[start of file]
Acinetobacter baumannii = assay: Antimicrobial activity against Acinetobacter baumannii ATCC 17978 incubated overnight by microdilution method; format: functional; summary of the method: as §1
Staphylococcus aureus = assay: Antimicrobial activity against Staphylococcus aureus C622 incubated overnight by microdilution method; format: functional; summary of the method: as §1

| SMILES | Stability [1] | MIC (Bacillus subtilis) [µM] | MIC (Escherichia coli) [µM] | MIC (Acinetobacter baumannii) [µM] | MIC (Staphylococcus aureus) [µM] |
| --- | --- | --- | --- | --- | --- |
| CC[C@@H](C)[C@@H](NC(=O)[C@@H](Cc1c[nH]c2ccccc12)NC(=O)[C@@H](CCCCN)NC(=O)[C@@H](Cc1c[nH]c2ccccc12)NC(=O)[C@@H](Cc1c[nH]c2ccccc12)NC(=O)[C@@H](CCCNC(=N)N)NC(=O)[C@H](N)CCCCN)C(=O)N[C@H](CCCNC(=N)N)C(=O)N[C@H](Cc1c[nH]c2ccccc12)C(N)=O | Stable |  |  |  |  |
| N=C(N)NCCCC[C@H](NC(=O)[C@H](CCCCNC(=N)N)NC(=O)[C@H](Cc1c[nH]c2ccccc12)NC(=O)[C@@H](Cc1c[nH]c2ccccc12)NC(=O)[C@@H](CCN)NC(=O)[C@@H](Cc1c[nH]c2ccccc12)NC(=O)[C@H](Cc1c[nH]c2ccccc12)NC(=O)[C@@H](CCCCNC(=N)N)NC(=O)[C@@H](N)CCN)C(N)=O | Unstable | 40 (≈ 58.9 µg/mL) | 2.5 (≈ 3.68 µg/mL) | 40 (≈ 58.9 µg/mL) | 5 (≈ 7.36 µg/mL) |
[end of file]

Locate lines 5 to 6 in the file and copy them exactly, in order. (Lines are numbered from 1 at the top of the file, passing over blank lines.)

| CC[C@@H](C)[C@@H](NC(=O)[C@@H](Cc1c[nH]c2ccccc12)NC(=O)[C@@H](CCCCN)NC(=O)[C@@H](Cc1c[nH]c2ccccc12)NC(=O)[C@@H](Cc1c[nH]c2ccccc12)NC(=O)[C@@H](CCCNC(=N)N)NC(=O)[C@H](N)CCCCN)C(=O)N[C@H](CCCNC(=N)N)C(=O)N[C@H](Cc1c[nH]c2ccccc12)C(N)=O | Stable |  |  |  |  |
| N=C(N)NCCCC[C@H](NC(=O)[C@H](CCCCNC(=N)N)NC(=O)[C@H](Cc1c[nH]c2ccccc12)NC(=O)[C@@H](Cc1c[nH]c2ccccc12)NC(=O)[C@@H](CCN)NC(=O)[C@@H](Cc1c[nH]c2ccccc12)NC(=O)[C@H](Cc1c[nH]c2ccccc12)NC(=O)[C@@H](CCCCNC(=N)N)NC(=O)[C@@H](N)CCN)C(N)=O | Unstable | 40 (≈ 58.9 µg/mL) | 2.5 (≈ 3.68 µg/mL) | 40 (≈ 58.9 µg/mL) | 5 (≈ 7.36 µg/mL) |